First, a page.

- Data Security: Protecting this data from enemy interception and tampering is crucial. Secure communication channels and encryption become key in preserving the integrity of EW operations.
- Data Integration and Accessibility: Integrating data from various sources and ensuring it is easily accessible to decision-makers is essential. This integration allows for a more comprehensive understanding of the EW landscape.
- Advanced Analytics and AI: Utilizing advanced analytics and artificial intelligence can significantly enhance the processing and interpretation of EW data, leading to quicker and more accurate decision-making.
- Continuous Learning and Adaptation: Finally, the system must learn from past experiences and adapt. This involves updating algorithms and tactics based on previous outcomes to improve future EW strategies.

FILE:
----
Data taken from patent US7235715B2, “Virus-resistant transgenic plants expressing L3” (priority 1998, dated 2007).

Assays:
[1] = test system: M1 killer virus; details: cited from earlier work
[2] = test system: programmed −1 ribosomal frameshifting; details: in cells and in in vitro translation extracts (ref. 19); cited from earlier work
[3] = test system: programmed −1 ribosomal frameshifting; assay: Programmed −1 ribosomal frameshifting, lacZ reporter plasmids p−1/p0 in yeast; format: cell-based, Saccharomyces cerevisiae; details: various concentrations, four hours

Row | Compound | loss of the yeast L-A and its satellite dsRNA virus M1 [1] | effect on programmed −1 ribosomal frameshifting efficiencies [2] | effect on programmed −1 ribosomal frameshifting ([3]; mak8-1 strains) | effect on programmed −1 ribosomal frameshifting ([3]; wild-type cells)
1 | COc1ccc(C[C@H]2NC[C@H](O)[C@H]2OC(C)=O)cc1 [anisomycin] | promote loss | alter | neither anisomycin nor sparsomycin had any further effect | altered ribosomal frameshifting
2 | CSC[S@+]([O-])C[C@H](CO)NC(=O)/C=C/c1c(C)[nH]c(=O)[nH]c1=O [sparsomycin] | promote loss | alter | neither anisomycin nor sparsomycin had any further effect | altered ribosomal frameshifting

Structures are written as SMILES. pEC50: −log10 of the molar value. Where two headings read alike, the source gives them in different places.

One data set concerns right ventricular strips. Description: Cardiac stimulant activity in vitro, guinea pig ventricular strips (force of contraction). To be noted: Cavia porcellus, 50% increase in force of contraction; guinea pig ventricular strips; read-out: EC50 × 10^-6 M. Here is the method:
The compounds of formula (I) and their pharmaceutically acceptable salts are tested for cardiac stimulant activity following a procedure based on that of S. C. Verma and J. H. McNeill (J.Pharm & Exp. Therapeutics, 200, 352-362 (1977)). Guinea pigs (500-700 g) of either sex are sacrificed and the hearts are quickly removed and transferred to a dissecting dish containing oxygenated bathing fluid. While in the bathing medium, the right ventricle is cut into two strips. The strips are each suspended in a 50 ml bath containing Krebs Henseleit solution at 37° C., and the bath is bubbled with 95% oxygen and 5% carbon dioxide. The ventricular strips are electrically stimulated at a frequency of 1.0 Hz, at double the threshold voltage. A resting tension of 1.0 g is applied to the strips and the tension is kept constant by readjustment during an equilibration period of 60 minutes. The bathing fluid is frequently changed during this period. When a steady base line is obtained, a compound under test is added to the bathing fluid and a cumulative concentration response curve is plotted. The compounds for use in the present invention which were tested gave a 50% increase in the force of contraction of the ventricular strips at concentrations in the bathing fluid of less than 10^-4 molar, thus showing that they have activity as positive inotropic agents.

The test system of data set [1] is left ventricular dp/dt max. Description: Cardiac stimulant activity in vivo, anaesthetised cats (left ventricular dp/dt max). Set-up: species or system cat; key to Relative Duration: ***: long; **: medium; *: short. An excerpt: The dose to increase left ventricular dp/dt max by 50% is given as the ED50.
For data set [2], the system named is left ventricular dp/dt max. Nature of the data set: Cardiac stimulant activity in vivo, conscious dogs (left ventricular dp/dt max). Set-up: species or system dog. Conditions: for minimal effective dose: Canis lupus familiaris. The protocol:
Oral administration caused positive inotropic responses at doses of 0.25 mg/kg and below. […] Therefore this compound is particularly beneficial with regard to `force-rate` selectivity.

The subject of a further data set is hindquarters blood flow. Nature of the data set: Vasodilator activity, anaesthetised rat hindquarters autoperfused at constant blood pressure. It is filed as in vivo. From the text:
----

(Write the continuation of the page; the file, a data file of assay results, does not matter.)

Beyond Data Gathering and Sharing in EW
While gathering and sharing data are foundational in EW, the steps that follow are what truly determine success. After data is collected and shared, it must be securely managed and leveraged to achieve decision superiority. This involves several key processes:
- Data Security and Countermeasures: In EW, the risk of data interception or manipulation by adversaries is high. Implementing robust security measures to protect data integrity is crucial. This includes encryption, secure communication protocols, and countermeasures against electronic espionage.
- Actionable Intelligence Generation: The ultimate goal of data management in EW is to generate actionable intelligence. This means converting raw data into a format that can be easily understood and acted upon by military decision-makers. It involves not just identifying threats but also predicting enemy actions and understanding the implications of various EW strategies.
- Rapid Decision-Making: In the dynamic environment of EW, the speed of decision-making can be as critical as the decision itself. The ability to quickly process and interpret data to make informed decisions is a key advantage. This requires not only advanced technology but also well-trained personnel who can interpret data under pressure.